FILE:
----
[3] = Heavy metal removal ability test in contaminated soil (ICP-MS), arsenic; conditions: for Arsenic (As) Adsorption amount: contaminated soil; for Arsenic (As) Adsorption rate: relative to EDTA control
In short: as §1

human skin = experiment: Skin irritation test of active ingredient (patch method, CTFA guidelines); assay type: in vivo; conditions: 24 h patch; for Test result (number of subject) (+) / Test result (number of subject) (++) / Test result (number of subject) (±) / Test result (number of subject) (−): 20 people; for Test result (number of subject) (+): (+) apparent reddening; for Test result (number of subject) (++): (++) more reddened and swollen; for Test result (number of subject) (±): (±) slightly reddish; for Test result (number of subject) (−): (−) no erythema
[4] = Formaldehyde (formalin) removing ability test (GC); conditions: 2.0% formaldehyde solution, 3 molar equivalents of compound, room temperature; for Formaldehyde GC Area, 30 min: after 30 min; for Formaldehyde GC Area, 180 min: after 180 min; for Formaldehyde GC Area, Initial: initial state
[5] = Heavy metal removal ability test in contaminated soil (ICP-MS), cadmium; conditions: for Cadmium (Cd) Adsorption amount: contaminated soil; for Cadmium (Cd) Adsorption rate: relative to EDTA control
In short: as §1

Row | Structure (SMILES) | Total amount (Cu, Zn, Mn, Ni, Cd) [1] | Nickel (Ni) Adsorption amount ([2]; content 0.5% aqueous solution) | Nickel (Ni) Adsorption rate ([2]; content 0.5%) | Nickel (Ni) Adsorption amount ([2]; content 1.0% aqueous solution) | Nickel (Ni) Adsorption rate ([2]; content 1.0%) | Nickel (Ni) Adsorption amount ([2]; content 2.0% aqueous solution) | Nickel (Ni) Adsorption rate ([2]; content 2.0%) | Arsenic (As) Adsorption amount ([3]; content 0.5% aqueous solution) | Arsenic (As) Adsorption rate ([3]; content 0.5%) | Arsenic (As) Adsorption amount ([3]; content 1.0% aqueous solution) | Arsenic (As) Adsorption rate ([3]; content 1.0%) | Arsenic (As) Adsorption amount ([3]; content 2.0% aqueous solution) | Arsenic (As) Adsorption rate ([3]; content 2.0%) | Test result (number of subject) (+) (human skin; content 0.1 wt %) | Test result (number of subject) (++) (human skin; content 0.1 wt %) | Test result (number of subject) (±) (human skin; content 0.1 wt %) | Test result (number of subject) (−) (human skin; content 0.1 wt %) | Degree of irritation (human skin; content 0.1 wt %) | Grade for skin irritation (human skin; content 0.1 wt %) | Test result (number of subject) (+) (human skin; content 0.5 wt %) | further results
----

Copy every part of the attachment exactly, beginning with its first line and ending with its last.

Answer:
[3] = Heavy metal removal ability test in contaminated soil (ICP-MS), arsenic; conditions: for Arsenic (As) Adsorption amount: contaminated soil; for Arsenic (As) Adsorption rate: relative to EDTA control
In short: as §1

human skin = experiment: Skin irritation test of active ingredient (patch method, CTFA guidelines); assay type: in vivo; conditions: 24 h patch; for Test result (number of subject) (+) / Test result (number of subject) (++) / Test result (number of subject) (±) / Test result (number of subject) (−): 20 people; for Test result (number of subject) (+): (+) apparent reddening; for Test result (number of subject) (++): (++) more reddened and swollen; for Test result (number of subject) (±): (±) slightly reddish; for Test result (number of subject) (−): (−) no erythema
[4] = Formaldehyde (formalin) removing ability test (GC); conditions: 2.0% formaldehyde solution, 3 molar equivalents of compound, room temperature; for Formaldehyde GC Area, 30 min: after 30 min; for Formaldehyde GC Area, 180 min: after 180 min; for Formaldehyde GC Area, Initial: initial state
[5] = Heavy metal removal ability test in contaminated soil (ICP-MS), cadmium; conditions: for Cadmium (Cd) Adsorption amount: contaminated soil; for Cadmium (Cd) Adsorption rate: relative to EDTA control
In short: as §1

Row | Structure (SMILES) | Total amount (Cu, Zn, Mn, Ni, Cd) [1] | Nickel (Ni) Adsorption amount ([2]; content 0.5% aqueous solution) | Nickel (Ni) Adsorption rate ([2]; content 0.5%) | Nickel (Ni) Adsorption amount ([2]; content 1.0% aqueous solution) | Nickel (Ni) Adsorption rate ([2]; content 1.0%) | Nickel (Ni) Adsorption amount ([2]; content 2.0% aqueous solution) | Nickel (Ni) Adsorption rate ([2]; content 2.0%) | Arsenic (As) Adsorption amount ([3]; content 0.5% aqueous solution) | Arsenic (As) Adsorption rate ([3]; content 0.5%) | Arsenic (As) Adsorption amount ([3]; content 1.0% aqueous solution) | Arsenic (As) Adsorption rate ([3]; content 1.0%) | Arsenic (As) Adsorption amount ([3]; content 2.0% aqueous solution) | Arsenic (As) Adsorption rate ([3]; content 2.0%) | Test result (number of subject) (+) (human skin; content 0.1 wt %) | Test result (number of subject) (++) (human skin; content 0.1 wt %) | Test result (number of subject) (±) (human skin; content 0.1 wt %) | Test result (number of subject) (−) (human skin; content 0.1 wt %) | Degree of irritation (human skin; content 0.1 wt %) | Grade for skin irritation (human skin; content 0.1 wt %) | Test result (number of subject) (+) (human skin; content 0.5 wt %) | further results